(Literary Essentials: Christian Fiction and Nonfiction)

George Santayana divides this 602-page novel into five sections (“Ancestry,” “Boyhood,” “First Pilgrimage,” “In the Home Orbit,” and “Last Pilgrimage”) framed by a prologue and an epilogue in which the narrator, a retired Harvard professor, reflects on the life of his onetime student, Oliver Alden. Oliver’s father is Peter Alden, and when Peter offends his older brother, Nathaniel Alden, of Beacon Street, Boston, by his familiarity with working-class boys, Nathaniel banishes Peter to the Camp for Backward Boys at Slump, Wyoming. The brothers never see each other again. Years of travel are eventually followed for Peter by a medical degree from Harvard and marriage to his psychiatrist’s daughter, Harriet Bumstead, of Great Falls, Connecticut. The union produces a son, Oliver, but otherwise develops little intimacy, with Peter spending much of his time at sea on his yacht.

Oliver is born with a philosophic soul, and from his earliest days, he lives in his mind where his “goods and evils” are safe from outsiders. He finds in his governess, Fräulein Irma Schlote, the warmth lacking in his emotionally fastidious mother, but he feels that sitting in his high chair staring at a book teaches him only that “Life was essentially something to be endured, something grim.” When Oliver is eighteen, Peter takes him for the summer on his yacht, the Black Swan, where he meets Jim Darnley, his father’s captain. Peter has given Darnley the nickname “Lord Jim” for some obscure incident in his past that suggests Joseph Conrad’s famous character. Darnley is a hedonist whose influence on Oliver remains ambiguous throughout, but he is Peter’s Man Friday who watches over his master whenever Peter is comatose with drugs. When the Black Swan drops anchor near Salem harbor, Oliver gets to meet Peter’s cousin Caleb Wetherbee, a learned invalid who has built a Benedictine monastery in his Salem apple orchard. His fervor is sincere but it is dismissed by Lord Jim as driven by his bitterness at his misshapen body.

After their Salem sojourn, Peter sails to England, soon summoning Oliver and Jim to join him and dispatching Irma to Germany. From London, Jim and Oliver go to Iffley for a weekend...

(The entire section is 918 words.)

The Last Puritan Summary

(Critical Survey of Literature for Students)

Young Peter Alden has been educated in the United States, but he leaves Harvard before completing his studies and goes abroad with a tutor. After he comes of age and receives his inheritance, he wanders aimlessly about the world, studying occasionally. He is in his early middle years before he completes any one course. Licensed to practice medicine, his practice is limited to himself, for he has burdened himself with many ills, some real but most imaginary. At one point he consults Dr. Bumstead, a psychiatrist whose main concern is Peter’s money. Dr. Bumstead convinces Peter that a home and a wife would be the best treatment possible, and, as a consequence, Peter marries the doctor’s daughter, Harriet. They have one child, Oliver.

Little Oliver is a Puritan from the beginning. He accepts things as they are, never complaining, never wondering why. He has no child playmates because his mother fears that other children might be dirty or vulgar. Furthermore, Oliver hears no stories, songs, or prayers, as Mrs. Alden is determined that he not be filled with nonsensical ideas. Oliver’s father, who spends most of his time traveling, is no more than a polite stranger to his son.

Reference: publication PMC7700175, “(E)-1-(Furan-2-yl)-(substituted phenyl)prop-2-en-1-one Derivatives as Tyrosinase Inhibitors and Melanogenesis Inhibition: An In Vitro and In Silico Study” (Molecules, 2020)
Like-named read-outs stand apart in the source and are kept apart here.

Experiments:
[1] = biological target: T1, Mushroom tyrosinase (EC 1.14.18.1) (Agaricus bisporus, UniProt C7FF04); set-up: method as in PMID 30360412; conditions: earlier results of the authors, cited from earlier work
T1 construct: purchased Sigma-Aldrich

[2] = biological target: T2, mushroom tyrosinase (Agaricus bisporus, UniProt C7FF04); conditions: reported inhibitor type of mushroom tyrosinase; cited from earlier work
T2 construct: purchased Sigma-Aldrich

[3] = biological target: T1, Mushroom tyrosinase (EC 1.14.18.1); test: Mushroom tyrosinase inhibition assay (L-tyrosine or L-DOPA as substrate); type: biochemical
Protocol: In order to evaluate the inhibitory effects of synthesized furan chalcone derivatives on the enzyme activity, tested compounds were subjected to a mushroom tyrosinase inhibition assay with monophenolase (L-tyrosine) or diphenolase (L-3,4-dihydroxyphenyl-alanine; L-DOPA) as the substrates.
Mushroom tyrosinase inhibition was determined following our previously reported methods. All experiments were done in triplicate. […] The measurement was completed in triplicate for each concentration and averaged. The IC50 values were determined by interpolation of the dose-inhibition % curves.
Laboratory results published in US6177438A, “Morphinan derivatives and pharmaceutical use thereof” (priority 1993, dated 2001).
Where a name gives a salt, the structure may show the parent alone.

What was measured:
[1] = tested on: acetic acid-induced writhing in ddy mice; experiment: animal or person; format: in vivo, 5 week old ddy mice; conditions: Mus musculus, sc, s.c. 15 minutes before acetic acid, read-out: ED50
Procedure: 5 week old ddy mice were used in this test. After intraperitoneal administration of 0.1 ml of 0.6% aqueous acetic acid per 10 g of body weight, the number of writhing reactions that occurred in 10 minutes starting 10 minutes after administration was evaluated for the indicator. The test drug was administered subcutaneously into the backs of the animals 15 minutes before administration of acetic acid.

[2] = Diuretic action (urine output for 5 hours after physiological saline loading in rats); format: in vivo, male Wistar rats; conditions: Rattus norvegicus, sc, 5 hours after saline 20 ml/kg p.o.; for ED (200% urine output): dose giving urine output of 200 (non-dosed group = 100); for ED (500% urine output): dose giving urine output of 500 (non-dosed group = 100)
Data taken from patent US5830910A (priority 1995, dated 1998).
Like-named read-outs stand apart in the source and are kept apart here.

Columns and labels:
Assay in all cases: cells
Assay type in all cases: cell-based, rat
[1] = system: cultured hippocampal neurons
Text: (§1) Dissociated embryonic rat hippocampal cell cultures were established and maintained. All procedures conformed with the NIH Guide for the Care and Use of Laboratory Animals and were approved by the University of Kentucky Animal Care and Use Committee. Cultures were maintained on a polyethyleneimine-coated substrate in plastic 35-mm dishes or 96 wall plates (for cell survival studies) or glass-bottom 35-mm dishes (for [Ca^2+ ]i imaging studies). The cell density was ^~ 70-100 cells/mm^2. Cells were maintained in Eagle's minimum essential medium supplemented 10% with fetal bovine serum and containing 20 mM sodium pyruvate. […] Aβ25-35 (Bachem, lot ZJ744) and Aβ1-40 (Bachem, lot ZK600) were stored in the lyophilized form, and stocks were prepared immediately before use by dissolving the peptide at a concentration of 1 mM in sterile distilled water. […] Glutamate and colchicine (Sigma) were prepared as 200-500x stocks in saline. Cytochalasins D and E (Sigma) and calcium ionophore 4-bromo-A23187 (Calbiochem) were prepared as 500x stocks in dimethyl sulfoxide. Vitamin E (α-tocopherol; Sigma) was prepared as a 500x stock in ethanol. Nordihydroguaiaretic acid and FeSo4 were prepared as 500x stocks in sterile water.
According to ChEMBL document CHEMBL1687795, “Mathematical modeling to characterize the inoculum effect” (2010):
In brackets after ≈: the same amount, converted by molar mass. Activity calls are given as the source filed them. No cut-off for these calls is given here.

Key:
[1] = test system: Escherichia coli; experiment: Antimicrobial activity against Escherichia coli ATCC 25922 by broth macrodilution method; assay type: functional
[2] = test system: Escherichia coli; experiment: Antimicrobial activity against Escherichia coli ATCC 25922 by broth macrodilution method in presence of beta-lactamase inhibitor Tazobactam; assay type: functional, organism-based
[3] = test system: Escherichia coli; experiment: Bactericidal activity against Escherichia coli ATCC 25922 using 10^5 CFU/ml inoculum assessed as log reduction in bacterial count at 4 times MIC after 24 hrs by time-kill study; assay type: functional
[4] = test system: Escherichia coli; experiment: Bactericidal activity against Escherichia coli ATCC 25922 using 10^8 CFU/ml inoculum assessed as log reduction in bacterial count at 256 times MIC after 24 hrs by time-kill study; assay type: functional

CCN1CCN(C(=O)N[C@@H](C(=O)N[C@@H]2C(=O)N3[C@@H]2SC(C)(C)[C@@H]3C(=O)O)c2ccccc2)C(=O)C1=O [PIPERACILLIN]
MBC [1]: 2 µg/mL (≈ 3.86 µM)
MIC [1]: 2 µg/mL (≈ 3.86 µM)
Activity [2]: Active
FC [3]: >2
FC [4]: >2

Fraulein Irma Schlote, a German, becomes Oliver’s governess, and from her he has what little brightness there is in his childhood. On their long walks together, Irma instills in Oliver his first feelings of a love of nature and a love for the German language. Even with Irma, however, Oliver remains a stoic little Puritan. If he is tired or his foot hurts as they walk, he feels there is no use to complain—they have come for a walk, and they must finish that walk. One must do one’s duty, even if it is unpleasant. As he grows older, Oliver comes to hate human weakness with the hatred of a true Puritan.

When Oliver is fifteen, he goes to high school, where he excels in scholarship and in athletics because it is his duty to do everything that the school demands. During one holiday season, Oliver joins his father on his yacht. There he meets Jim Darnley, the yacht’s captain, who had been a British sailor before he became involved in a scandal. Jim is an entirely new type of person in Oliver’s world. Oliver knows that the sailor is worldly and has no sense of duty, but strangely enough, Oliver comes to consider Jim his dearest friend.

After his graduation from high school, Oliver joins his father and Jim in England. There, while visiting Jim’s family, he learns to respect Jim’s minister father and to enjoy the company of Rose, Jim’s young sister. He learns also that Jim has an illegitimate child, Bobby, who lives with Mrs. Bowler, his tavern-keeping mother.

While in England, Oliver also meets his distant cousin Mario Van de Weyer, a worldly young man who is dependent on his rich relatives for his education and livelihood. Oliver is puzzled by Mario, who has nothing, not even much real intelligence, yet is happy. Oliver, who has everything, is not consciously happy; he merely lives as he feels it is his duty to...

(The entire section is 1246 words.)